Fishing in Costa Rica’s oceans, rivers and lakes produce catches in many species:
Costa Rica Fish Species: Ocean
Fishing in the Costa Rica Pacific Ocean.
Sailfish in Costa Rica
Sailfish are two species of fish in the genus Istiophorus, living in warmer sections of all the oceans of the world. They are predominately blue to gray in color and have a characteristic erectile dorsal fin known as a sail, which often stretches the entire length of the back.
Billfish Fishing Costa Rica
Costa Rica Fish Species
Sailfish Fishing Costa Rica
Snapper Fishing Costa Rica
Marlin in Costa Rica
Marlins, family Istiophoridae, are fish with an elongated body, a spear-like snout or bill, and a long rigid dorsal fin, which extends forward to form a crest. Its common name is thought to derive from its resemblance to a sailor’s marlinspike. Even more so than their close relatives the scombrids, marlin are incredibly fast swimmers, reaching speeds of about 110 kilometres per hour (68 mph).
There are various species of marlin when you are fishing in Costa Rica:
The Blue Marlin is a personal favorite
The Black Marlin is found.
Dorado (Mahi Mahi)
The mahi-mahi (in Hawaiian) (Coryphaena hippurus). In other languages, it is known as lampuga, lampuka, rakingo, calitos, maverikos, dorado. These are surface-dwelling ray-finned fish found in off-shore temperate, tropical, and subtropical waters worldwide. They are one of only two members of the Coryphaenidae family, the other being the pompano dolphinfish. Mahi-mahi means very strong in Hawaiian.
The yellowfin tuna (Thunnus albacares) is a species of tuna found in pelagic waters of tropical and subtropical oceans worldwide.
Yellowfin is often marketed as ahi, from its Hawaiian name ‘ahi although the name ‘ahi in Hawaiian also refers to the closely related bigeye tuna. The species name, albacares (“white meat”) can lead to confusion. The tuna known as albacore in English is a different species of tuna: Thunnus alalunga. However, yellowfin tuna is officially designated albacore in French and is referred to as albacora by Portuguese fishermen.
The wahoo (Acanthocybium solandri) is a scombrid fish found worldwide in tropical and subtropical seas. It is best known to sports fishermen, as its speed and high-quality flesh make it a prize game fish. In Hawaii, the wahoo is known as ono. Many Hispanic areas of the Caribbean and Central America refer to this fish as peto.
The red snapper, Lutjanus campechanus, is a fish found in the Gulf of Mexico and the southeastern Atlantic coast of the United States and, much less commonly, northward as far as Massachusetts. In Latin American Spanish it is known as huachinango or pargo. The red snapper commonly inhabits waters thirty to two hundred feet deep, but some are reported to be caught at three hundred feet deep. All feature a sloped profile, medium-to-large scales, a spiny dorsal fin and a laterally compressed body. The maximum published age of a caught red snapper was reported to be fifty-seven years old. Coloration of the red snapper is light red, with more intense pigment on the back. A red snapper attains sexual maturity at 25 years old. An adult snapper can live for more than 50 years and weigh 50 pounds. Red snapper are a prized food fish, caught commercially, as well as recreationally. Red snapper is the most commonly caught snapper in the continental USA (almost 50% of the total catch), with similar species being more common elsewhere. When red snapper is sold in restaurants, it may be one of similar snapper species or rockfish in order to meet demand or reduce costs.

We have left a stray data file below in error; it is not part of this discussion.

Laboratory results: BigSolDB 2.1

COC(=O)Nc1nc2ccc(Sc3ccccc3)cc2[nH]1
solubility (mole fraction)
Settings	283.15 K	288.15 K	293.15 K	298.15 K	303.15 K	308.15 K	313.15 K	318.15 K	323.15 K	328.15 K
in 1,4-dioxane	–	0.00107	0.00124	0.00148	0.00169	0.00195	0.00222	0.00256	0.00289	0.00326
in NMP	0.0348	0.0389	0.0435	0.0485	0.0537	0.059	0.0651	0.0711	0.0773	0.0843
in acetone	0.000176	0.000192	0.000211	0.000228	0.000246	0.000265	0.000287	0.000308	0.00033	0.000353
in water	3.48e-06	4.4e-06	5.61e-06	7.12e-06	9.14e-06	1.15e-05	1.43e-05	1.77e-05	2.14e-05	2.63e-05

The common snook (Centropomus undecimalis) is a species of marine fish in the family Centropomidae of the order Perciformes. This species is native to the coastal waters of the western Atlantic Ocean and Caribbean Sea, from southern Florida and Texas to Rio de Janeiro in Brazil. The oo can be pronounced as in either room or good.
The roosterfish, Nematistius pectoralis, is a game fish common in the marine waters surrounding Mexico, Nicaragua, Costa Rica, and Panama, and in the eastern Pacific Ocean from Baja California to Peru. It is the only fish in the genus Nematistius and the family Nematistiidae. It is distinguished by its “rooster comb”, seven very long spines of the dorsal fin
Tarpon are large fish of the genus Megalops. There are two species of Megalops, one native to the Atlantic, and the other to the Indo-Pacific oceans. They are the only members of the family Megalopidae.
Costa Rica Fish Species: Rivers & Lakes
Costa Rica’s rivers and lakes